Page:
What with Common Core standards, high-stakes testing, teacher and principal evaluations and other parts of the accountability tsunami, there is no time for dreaming or play-acting or vision-setting. Only time to make the numbers. The instrumental and technical demands of the federal Race to the Top initiative leave no room for the slower, thoughtful, reflective, and sometimes impractical goal of teasing out a new future from a shared dream, one that is based on student voices.

The children who may not be ready for fourth grade math may be ready next year, if we help them with a vision of themselves which includes an aspiration based on hope and not a hurdle designed for failure.

The youngsters who have trouble speaking English because that is not their native language yearn to be a part of the community and gain facility with their new language. We can help encourage them to try out their new communication skills in a supportive classroom with appropriate goals, or we can threaten them with censure and embarrassment for not passing tests written in a language they are just beginning to understand.

The special education children who struggle with even simple tasks know that in a trusting environment which accounts for individual differences, they can dream big, despite learning challenges. Instead, because of the looming testing accountability, we threaten them with a thousand micro-aggressions about their deficits and rob them of their inclusion into the community.

We live in difficult times. The world is not at peace, the economies are not stable and the politics are feverishly divisive. If there is one place that should offer safe harbor for dreaming of a better world, it is the schoolhouse. Instead, certain adults, mostly those who know nothing about child development, e.g., politicians and business people, somehow have decided that the toxicity that exists outside the walls of the schoolhouse must appear in large dosages inside the schoolhouse as well.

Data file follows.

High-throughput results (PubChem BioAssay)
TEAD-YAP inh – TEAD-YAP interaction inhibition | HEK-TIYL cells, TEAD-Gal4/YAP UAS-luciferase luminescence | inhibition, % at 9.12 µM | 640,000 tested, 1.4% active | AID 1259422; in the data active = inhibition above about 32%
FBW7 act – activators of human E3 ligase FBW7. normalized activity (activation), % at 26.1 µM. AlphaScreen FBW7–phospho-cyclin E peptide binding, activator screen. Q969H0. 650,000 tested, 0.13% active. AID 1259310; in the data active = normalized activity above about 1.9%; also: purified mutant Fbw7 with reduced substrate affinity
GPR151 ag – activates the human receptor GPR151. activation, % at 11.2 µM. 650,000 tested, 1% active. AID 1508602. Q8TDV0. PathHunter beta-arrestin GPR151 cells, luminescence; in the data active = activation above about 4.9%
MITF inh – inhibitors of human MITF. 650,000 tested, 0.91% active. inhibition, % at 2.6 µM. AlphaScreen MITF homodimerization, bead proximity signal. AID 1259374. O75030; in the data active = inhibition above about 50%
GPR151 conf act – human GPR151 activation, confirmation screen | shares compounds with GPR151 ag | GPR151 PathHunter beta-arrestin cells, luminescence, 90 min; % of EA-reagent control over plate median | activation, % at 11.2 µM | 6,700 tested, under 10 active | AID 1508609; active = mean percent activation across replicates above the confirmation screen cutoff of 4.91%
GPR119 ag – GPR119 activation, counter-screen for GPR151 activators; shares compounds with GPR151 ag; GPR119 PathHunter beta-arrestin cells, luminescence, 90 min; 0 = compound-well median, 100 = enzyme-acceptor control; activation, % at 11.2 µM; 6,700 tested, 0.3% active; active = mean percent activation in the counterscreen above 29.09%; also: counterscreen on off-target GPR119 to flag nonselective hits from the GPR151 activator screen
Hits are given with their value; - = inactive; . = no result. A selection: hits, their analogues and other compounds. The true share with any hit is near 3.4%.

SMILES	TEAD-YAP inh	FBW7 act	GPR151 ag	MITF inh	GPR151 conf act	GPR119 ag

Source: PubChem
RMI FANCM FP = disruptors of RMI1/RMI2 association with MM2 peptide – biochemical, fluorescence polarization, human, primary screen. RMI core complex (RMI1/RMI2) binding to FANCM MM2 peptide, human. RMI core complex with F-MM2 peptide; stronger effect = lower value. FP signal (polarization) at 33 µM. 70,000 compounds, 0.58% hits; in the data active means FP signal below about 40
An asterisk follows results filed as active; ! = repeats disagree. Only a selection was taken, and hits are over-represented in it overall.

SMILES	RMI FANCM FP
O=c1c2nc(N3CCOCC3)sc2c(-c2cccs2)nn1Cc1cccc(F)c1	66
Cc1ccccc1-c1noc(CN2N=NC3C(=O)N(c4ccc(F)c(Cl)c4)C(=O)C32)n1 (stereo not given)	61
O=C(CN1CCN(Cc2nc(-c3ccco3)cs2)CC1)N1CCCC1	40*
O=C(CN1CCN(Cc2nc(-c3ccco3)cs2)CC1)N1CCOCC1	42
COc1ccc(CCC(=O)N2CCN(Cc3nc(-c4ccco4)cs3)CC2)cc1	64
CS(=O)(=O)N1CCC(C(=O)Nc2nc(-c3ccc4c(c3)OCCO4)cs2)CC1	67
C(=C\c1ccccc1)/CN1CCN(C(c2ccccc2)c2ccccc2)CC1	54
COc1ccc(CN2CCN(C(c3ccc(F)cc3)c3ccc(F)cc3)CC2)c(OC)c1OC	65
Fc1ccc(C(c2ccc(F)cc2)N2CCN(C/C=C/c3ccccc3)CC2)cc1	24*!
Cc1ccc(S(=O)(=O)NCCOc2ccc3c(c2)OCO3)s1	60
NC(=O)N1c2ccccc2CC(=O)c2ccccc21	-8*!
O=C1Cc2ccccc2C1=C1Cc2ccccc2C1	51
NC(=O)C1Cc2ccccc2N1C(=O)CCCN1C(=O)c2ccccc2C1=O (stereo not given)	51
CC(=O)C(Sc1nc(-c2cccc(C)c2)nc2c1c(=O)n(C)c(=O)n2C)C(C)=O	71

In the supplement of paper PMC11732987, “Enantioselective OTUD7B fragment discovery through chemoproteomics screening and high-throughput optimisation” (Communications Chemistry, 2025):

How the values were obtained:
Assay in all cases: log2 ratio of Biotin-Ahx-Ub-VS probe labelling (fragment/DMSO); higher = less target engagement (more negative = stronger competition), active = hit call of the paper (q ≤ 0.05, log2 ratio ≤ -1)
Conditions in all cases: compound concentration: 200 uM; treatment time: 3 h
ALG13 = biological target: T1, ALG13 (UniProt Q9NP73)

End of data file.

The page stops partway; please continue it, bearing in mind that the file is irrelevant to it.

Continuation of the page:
We slice and dice and categorize and rank and parse and chart and look at the bottom line in our schools. Our educational centers have been turned into businesses because businesses can be held accountable through numbers. (I keep looking for the drop-down menu on my Excel program for measuring dreams. I haven't found one yet.)

A lecturer/artist tells this story: When he has a group of approximately 100 adults in a room, he asks: How many of you can draw? A few hands go up. When he goes into a high school and asks the same question to a similar-sized crowd, a dozen or so hands go up. With older elementary kids half the hands go up. And when he asks kindergarten kids: How many of you can draw? All the hands go up.

What happens between childhood and adulthood? Who are the messengers of "can't" along the way? Buckminster Fuller said, "Everyone is born a genius, but the process of living de-geniuses them." We have the potential to create a process in schools that defies this maxim. We are squandering this opportunity every day with the stranglehold that state and federal policies have on us.

"I have a dream." Sorry, Martin, time to study for your test.